The Cathedral during the Second World War

Some glimpses of the Cathedral in the Second World War taken from the notes for Chapter Meetings prepared by Colonel Waller, the Cathedral Architect.

The monuments

September 1939 – A chamber in the southwest corner of the Crypt was prepared to take Robert of Normandy and a large case from Westminster. Edward II was encased in sandbags and more sandbags were to be used to protect, in order: 1. Morley, 2. Blackleech, 3. Williams, 4. Clent, 5. Jones, but not Brydges, Machen or Bower. Would this order of priorities be the same today?

The windows

October 1939 - Ten selected panes from the East Window (including a medallion) and the Lady Chapel Annunciation lights were removed and stored in the Crypt. They were replaced by asbestos sheets and eventually by ‘cathedral glass’.

November 1940 – Mrs Wills of Miserden Park offered to store the glass in her wine cellar. Because of a labour shortage, the glass could not be moved until the following month.

February 1941 – Asbestos and the remaining nine lights were removed from the East Window and replaced with glass.

Fire watching

January 1941 – To avoid blacking out the windows of the Chapter House, a hut was erected on the stage with with a light and a kettle. Outside staff were to take duty with the vergers five nights a week.

September 1941 – The Dean refused a request from the Times to photograph a fire brigade rehearsal ‘to avoid spreading information to undesirable quarters’.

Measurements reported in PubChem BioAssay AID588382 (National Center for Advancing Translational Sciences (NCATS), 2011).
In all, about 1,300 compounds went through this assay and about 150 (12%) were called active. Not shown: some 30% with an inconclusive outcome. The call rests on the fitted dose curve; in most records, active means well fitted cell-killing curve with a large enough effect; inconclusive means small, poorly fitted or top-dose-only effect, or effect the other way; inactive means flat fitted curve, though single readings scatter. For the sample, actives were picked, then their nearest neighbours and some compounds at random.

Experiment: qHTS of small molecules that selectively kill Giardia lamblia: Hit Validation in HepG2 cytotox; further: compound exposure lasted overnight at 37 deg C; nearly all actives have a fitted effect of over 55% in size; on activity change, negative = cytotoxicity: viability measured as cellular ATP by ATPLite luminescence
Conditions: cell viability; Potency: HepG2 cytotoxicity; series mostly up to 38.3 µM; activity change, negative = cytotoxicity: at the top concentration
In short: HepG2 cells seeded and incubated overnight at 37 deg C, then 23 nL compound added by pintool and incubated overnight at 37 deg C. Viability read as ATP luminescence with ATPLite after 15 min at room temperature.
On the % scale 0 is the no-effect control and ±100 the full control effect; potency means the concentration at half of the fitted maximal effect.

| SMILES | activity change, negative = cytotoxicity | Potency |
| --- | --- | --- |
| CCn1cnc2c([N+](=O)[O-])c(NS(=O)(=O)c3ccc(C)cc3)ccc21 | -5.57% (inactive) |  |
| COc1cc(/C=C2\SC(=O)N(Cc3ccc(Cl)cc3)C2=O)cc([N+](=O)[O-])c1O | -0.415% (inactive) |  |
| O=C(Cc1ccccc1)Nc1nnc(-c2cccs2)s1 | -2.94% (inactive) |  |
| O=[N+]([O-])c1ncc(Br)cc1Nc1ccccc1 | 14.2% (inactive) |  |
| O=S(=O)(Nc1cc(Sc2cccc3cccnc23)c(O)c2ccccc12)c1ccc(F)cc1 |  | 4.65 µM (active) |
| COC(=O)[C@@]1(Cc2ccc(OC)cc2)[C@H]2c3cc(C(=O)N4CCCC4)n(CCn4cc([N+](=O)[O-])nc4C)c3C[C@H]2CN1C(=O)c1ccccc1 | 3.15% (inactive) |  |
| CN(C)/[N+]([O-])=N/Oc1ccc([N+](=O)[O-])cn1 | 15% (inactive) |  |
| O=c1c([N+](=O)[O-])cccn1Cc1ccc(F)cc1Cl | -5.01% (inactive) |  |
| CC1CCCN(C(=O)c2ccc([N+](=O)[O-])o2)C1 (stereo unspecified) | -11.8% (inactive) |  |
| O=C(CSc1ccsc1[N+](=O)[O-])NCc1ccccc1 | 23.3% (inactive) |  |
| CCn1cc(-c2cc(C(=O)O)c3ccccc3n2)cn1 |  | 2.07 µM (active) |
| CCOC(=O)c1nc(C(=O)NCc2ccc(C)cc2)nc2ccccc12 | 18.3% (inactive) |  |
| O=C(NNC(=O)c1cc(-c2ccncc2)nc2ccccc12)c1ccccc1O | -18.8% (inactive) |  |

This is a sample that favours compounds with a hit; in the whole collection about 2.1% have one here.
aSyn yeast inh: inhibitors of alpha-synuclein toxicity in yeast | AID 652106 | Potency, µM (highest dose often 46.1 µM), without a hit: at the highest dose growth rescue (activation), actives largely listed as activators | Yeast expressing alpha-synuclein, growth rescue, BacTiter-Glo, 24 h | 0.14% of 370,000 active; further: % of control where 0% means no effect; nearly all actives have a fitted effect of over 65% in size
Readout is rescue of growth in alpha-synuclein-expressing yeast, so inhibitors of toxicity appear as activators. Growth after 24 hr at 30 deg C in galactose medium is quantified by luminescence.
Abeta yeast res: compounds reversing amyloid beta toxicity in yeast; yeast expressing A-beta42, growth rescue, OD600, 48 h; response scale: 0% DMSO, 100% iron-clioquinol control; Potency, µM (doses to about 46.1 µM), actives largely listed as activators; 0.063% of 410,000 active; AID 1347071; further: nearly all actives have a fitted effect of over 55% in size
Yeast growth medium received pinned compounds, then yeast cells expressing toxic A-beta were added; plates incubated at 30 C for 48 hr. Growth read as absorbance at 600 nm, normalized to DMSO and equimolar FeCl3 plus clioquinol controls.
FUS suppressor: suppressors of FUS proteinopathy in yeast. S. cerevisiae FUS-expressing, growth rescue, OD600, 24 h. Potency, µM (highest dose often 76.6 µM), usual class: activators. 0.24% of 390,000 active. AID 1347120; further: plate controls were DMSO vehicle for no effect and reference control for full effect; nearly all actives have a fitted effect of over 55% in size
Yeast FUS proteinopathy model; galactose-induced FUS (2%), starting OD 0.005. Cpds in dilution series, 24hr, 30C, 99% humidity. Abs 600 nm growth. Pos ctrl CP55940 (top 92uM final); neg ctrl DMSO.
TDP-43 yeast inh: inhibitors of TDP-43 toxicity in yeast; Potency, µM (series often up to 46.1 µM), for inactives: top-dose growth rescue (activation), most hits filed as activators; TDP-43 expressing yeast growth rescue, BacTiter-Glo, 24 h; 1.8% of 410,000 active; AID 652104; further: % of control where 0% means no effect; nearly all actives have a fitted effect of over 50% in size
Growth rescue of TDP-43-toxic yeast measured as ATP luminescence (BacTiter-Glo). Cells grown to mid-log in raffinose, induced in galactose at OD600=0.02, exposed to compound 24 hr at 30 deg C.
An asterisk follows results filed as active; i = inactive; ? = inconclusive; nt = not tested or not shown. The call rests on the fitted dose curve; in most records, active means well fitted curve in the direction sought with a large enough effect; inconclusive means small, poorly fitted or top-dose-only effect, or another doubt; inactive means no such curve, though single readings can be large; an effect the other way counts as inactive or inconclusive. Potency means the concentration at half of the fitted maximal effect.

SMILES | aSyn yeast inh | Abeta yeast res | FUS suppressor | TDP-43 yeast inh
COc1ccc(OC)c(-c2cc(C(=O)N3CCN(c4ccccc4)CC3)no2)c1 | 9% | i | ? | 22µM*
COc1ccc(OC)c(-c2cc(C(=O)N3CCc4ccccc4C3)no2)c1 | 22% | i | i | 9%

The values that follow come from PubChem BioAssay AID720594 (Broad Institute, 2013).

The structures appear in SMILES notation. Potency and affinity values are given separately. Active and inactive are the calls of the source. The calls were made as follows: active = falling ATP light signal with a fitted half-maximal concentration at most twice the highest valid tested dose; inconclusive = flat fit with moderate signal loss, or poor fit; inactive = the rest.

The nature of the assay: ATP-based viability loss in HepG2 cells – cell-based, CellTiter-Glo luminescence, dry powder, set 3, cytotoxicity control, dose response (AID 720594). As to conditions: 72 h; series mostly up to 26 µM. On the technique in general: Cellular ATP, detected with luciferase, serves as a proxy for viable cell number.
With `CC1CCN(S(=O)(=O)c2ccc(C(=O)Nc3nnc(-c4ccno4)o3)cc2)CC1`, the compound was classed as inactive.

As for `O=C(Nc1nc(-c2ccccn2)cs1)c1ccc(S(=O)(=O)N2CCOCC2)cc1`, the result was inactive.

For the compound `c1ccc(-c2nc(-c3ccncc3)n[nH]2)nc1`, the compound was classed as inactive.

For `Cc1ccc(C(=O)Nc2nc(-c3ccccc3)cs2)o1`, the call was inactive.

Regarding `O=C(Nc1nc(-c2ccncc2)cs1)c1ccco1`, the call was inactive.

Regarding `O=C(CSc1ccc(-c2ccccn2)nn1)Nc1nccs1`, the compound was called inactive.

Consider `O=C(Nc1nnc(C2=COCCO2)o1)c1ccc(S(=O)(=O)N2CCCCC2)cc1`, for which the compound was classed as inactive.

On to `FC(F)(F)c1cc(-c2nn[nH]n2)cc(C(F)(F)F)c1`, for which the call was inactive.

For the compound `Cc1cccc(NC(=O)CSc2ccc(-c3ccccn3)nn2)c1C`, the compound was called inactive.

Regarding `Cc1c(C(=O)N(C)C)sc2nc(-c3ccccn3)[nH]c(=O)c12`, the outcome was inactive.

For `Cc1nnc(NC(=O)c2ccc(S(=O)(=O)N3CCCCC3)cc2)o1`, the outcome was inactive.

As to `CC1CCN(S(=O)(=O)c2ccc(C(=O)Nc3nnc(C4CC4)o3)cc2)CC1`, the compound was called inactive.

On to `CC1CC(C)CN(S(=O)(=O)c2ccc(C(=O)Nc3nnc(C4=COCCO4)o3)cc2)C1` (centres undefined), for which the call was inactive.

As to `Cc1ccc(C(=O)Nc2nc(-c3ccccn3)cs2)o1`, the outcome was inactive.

After the war

19 steel helmets, 12 stirrup pumps, 20 eyeshields and a stand pipe were returned to the fire service. The King’s School did not wish to keep the fire extinguishers because during the day it was easy to call the fire service and at night there would be no-one to use them. The books and long central bookcase were returned to the Library, which had been used as a school room while the school was requisitioned. The sandbags round the memorials were found to have perished, leaving quantities of loose sand to be removed. The East Window glass was returned from Miserden Park in July 1945 and stored in the Crypt. About two-thirds of the glass needed some repair and was taken to Cheltenham a few lights at a time for Mr Beck to repair.

And the large case from Westminster which had spent the war in the Crypt was found to be still in good order so the throne of England was returned safely to London.

 

This article was written by Jill, one of our Archive volunteers, who is working through the Architects papers, indexing the architects notes written on a monthly basis in preparation for the Chapter Meetings.


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